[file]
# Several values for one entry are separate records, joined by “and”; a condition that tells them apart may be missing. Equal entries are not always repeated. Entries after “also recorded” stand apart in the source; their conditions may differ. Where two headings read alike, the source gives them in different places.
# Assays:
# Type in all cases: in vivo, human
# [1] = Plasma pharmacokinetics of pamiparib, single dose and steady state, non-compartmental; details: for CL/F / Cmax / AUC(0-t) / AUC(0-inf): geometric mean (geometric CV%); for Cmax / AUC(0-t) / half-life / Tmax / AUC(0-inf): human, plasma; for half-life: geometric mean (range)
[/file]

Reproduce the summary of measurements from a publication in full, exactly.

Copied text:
# Several values for one entry are separate records, joined by “and”; a condition that tells them apart may be missing. Equal entries are not always repeated. Entries after “also recorded” stand apart in the source; their conditions may differ. Where two headings read alike, the source gives them in different places.
# Assays:
# Type in all cases: in vivo, human
# [1] = Plasma pharmacokinetics of pamiparib, single dose and steady state, non-compartmental; details: for CL/F / Cmax / AUC(0-t) / AUC(0-inf): geometric mean (geometric CV%); for Cmax / AUC(0-t) / half-life / Tmax / AUC(0-inf): human, plasma; for half-life: geometric mean (range)